This is the second in a series of columns covering some instructive hands that were played at the World Poker Open in Tunica, Mississippi. Since these hands involve actual players, I have changed their names in the column to protect their identities. The hands are laid out in a question-and-answer format so that you can decide for yourself what you would do before seeing what actually happened.
Bill, a friend of mine, was in the small blind in a $15-$30 game with the Jdiamonds 5clubs. This game had a $10 small blind. The game was loose and passive, and pots were being won with all kinds of weak hands. Four players limped in, including the cutoff.
Question No. 1: What is your action?
Answer: You should complete the bet by tossing in another $5. Although you have no hand, with $85 in the pot, you are getting 17-to-1 pot odds to take a flop. At these odds, it is worth seeing three cards in hope of catching a miracle flop like two Bola88 pair, trips, or something better. If the small blind had been $5 instead of $10, there would have been only $80 in the pot and it would have cost you another $10, so your pot odds would have been only 8-to-1 and you should fold. As an aside, this is one of the problems with having the small blind more than half a small bet. It is almost like playing the game with two big blinds. The player in the small blind is usually getting great pot odds to call, and should call with anything.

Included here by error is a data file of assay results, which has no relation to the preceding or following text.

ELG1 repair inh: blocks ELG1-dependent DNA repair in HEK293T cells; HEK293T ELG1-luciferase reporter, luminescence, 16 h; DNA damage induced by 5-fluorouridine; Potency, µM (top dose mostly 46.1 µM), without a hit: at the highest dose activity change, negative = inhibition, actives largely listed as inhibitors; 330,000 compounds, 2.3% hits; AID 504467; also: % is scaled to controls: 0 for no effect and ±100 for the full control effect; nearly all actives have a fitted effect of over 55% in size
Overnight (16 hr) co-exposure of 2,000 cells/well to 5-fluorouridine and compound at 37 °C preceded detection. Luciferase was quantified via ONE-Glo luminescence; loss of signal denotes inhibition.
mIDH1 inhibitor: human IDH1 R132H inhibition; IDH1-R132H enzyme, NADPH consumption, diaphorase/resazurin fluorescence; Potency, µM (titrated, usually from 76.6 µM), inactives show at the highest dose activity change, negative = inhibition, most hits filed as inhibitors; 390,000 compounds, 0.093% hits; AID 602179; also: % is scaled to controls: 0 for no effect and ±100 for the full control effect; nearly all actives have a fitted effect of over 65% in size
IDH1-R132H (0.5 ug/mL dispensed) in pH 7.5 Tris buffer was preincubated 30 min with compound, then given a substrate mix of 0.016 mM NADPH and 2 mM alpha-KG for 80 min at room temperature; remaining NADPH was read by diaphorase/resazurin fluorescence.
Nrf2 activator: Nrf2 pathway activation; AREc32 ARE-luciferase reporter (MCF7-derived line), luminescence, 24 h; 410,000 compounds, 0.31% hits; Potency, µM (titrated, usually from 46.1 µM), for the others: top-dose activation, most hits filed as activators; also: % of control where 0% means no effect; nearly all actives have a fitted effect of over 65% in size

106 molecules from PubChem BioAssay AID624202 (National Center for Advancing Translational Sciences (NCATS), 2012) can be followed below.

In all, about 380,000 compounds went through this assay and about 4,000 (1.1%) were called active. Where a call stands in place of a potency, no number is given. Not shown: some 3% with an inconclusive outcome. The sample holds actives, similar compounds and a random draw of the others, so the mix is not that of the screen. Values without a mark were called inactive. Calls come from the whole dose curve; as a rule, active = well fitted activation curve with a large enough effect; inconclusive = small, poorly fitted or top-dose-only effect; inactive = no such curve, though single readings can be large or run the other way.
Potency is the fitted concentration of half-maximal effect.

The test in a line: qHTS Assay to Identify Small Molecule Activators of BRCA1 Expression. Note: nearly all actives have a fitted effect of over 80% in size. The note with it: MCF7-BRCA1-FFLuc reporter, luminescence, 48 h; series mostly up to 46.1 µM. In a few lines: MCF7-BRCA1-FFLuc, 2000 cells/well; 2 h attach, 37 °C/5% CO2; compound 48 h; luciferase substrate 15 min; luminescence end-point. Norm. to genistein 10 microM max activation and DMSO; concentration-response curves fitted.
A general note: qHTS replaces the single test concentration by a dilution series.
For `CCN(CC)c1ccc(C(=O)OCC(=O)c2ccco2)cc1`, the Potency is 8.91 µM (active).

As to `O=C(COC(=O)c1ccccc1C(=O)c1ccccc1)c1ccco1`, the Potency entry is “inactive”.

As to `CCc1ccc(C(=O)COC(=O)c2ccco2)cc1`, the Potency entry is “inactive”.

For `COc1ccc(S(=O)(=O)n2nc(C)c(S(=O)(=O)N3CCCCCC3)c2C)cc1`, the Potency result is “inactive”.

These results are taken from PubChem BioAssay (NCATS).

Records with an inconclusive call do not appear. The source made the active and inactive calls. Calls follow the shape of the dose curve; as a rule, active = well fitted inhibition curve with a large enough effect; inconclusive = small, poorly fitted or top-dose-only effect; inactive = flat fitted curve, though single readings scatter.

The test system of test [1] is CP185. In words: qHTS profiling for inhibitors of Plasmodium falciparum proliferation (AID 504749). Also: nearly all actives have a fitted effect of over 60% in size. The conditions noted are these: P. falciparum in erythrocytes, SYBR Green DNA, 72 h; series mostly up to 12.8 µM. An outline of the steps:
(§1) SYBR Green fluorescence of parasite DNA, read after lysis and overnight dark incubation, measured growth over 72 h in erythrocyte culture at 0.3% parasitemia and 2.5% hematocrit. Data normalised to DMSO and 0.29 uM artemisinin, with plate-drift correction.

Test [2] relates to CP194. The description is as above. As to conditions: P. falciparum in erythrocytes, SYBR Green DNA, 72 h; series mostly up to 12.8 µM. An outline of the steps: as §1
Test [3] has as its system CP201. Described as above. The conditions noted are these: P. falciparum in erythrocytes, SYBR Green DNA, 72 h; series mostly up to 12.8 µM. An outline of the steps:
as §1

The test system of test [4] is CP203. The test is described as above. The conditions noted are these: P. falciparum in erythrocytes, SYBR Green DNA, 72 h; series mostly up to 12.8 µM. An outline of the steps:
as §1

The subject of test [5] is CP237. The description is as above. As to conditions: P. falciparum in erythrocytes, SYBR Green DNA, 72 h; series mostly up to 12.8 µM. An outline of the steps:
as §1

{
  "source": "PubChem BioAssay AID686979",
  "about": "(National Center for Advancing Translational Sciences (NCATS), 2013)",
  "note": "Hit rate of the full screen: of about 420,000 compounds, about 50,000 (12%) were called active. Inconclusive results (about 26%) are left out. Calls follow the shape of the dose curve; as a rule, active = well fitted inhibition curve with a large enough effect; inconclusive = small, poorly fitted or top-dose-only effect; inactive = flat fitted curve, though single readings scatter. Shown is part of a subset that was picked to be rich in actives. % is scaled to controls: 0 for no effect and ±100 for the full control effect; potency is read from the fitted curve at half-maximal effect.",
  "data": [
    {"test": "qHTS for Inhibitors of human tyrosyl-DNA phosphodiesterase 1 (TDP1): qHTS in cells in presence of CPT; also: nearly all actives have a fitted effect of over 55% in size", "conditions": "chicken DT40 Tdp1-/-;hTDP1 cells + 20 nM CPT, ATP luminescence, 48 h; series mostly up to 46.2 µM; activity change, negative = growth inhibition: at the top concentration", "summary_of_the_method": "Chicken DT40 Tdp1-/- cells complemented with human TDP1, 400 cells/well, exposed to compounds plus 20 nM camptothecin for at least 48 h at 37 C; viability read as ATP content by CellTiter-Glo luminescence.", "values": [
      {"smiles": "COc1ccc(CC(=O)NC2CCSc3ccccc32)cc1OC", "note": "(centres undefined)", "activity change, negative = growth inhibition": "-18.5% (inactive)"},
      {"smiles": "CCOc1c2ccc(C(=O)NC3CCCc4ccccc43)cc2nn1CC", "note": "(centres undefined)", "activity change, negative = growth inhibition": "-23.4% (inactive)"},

Bill called, and the big blind raised. The big blind was Bob, who is a tight and self-absorbed player. Bob plays his own cards and is almost oblivious at times to what other players are doing. All four limpers called.
Question No. 2: What should you do?
Answer No. 2: There are 11 small bets in the pot and it costs you another small bet to call, so your odds have dropped to 11-to-1 from 17-to-1. Now, you should fold. This is one of those rare preflop cases in which you call and then fold to a raise.
Bill called. The flop was Jclubs Jspades 4spades, giving Bill trip jacks. There are 12 small bets in the pot.
Question No. 3: Should you bet or check?
Answer: You should bet. Bob could easily have a big pair and will raise, thereby forcing the other four players to call two bets cold. You must make those flush draws pay, and/or at least find out if the case jack is out there. If you check, Bob will probably bet and the others will just call, giving you no information. It might even get checked around, which is very bad news. This is not the time to hand out free cards to five opponents, since there is a two-flush on the table.
Bill checked, Bob checked, and it got checked around. This was an unpleasant surprise for Bill, who was sure that Bob would bet and he could then check-raise. The turn was the 2diamonds. There are six big bets in the pot.
Question No. 4: What should you do?
Answer: Don’t compound your flop mistake by checking again. You must bet. If you continue to check, you will be totally in the dark as to what is happening. You are also making it very easy on the flush draws by checking.
Bill bet, and Bob now raised. It was folded to Glen in the cutoff, who called. Glen had recently moved up from low-limit poker to middle-limit poker. Glen is a loose, passive player who will play any draw just to see if he can get there. There are 11 big bets in the pot.